Here I am standing in the middle of a field.

My phone rings, and someone starts yelling, "Is that the Minister of Housing?"

"Yes," I say dreamily, "and before that, the Minister of Conservation, Education, Immigration, Corrections, Social Welfare, Treaty Negotiations, Environment, ACC, Climate Change, and Local Government."


"You've been around."

"It seems like forever," I answer, my voice deep and wise.

"What are you going to do about the housing crisis?"

"There is no crisis," I tell the caller. "It's just a figment of your imagination."

"But people are sleeping in cars!"

"In other words," I intone, "they have a roof over their heads."


Here I am in my doctor's office.

I figure on taking a different approach to things. Soothing their fears doesn't seem to work, so I'll tell them the blunt truth.

A patient comes in and asks for a complete checkup. He says he hasn't been feeling well and wants to find out if he's ill. "Dr Smith," he says, "I have a feeling that I'm experiencing a crisis."

I give him the check-up, and analyse the situation.

I tell him, "I'm afraid I have some bad news. You're dying and you don't have much time."

His voice shakes and tears spring to his eyes.

"Oh no, that's terrible. How long have I got?"


"Ten? Ten what? Months? Weeks?"

"Ten ... nine ... eight ... seven ..."


Here I am in John Key's house.

I say to him, "If you look at the Massey University Housing Affordability Index, independently produced by that university, actually housing affordability in Auckland and every other market in New Zealand is actually more affordable now than when National came to Government. So actually there is no housing crisis."

He's blowing up balloons for his son Max's 21st birthday party.

I add, "Now it may be true the International Monetary Fund states that New Zealand house prices increased at the second fastest rate in the world last year, and that only Dubai saw greater price rises. But actually the fact remains that houses are more affordable under National than they were under Labour. So actually there is no housing crisis."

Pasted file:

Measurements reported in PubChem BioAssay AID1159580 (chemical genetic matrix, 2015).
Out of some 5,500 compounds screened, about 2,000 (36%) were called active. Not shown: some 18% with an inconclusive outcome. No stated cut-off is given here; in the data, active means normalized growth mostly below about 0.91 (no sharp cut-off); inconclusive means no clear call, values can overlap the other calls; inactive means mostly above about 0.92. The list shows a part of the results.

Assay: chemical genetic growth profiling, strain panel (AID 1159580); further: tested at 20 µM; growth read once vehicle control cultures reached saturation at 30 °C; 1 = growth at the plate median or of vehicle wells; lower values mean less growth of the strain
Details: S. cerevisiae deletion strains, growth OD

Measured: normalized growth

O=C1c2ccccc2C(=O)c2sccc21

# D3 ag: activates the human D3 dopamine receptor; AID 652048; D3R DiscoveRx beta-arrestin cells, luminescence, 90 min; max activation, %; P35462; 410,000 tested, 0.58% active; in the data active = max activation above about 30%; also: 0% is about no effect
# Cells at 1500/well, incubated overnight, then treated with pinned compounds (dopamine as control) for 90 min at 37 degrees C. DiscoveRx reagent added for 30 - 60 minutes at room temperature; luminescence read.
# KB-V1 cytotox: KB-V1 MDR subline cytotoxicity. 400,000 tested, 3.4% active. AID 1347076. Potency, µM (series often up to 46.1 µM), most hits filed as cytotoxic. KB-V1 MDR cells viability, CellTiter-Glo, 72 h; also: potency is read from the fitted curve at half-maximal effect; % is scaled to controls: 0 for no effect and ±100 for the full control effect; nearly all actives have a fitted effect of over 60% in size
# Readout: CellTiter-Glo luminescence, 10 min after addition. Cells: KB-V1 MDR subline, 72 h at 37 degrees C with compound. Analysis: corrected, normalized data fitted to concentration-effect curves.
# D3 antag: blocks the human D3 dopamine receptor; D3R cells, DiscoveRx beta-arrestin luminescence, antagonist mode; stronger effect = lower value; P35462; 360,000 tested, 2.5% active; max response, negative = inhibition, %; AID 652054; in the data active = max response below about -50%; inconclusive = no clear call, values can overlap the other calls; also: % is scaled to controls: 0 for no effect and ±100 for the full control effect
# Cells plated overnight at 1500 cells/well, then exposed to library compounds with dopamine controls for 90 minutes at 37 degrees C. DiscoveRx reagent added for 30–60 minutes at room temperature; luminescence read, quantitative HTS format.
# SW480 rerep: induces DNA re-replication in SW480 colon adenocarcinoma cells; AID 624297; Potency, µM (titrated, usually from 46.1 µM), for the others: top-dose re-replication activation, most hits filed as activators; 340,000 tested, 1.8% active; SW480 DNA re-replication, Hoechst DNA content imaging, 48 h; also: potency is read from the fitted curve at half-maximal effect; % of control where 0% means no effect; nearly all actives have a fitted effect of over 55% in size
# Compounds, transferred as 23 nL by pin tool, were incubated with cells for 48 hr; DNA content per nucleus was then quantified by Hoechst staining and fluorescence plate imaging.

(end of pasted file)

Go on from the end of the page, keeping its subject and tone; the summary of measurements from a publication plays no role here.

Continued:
He unscrews his head, and it floats around the room with the other balloons. Pretty soon I can't make out his head from all the balloons, and then I hear a high-pitched voice say, "So actually there is no housing crisis!"

Max comes in. "That'll be dad," he says. "On the helium again."


Here I am in Bill English's office.

He's rehearsing his speech from today's Budget. He says, "Housing development on surplus Crown land in Auckland receives a $100 million boost in capital funding.

"This follows the $52 million set aside in Budget 2015 that has so far resulted in agreements for 20 parcels of land.

"As well, $200 million is provided over four years for at least 750 more places for those with the most pressing housing needs, and to meet the rising cost of social housing rents. Furthermore - "

"Bill," I interrupt him, "you're bleeding."

He's got a really bad paper cut, and the blood is staining the Budget. He gets it all over his shirt, and it drips on the carpet, and he just keeps bleeding.

I give him a bandaid but it doesn't do a damned thing.


Here I am standing in a field.

My phone rings, and someone says, "What are you doing?"

"Finally, after all these years, after all my parliamentary service," I say, "I'm outstanding."

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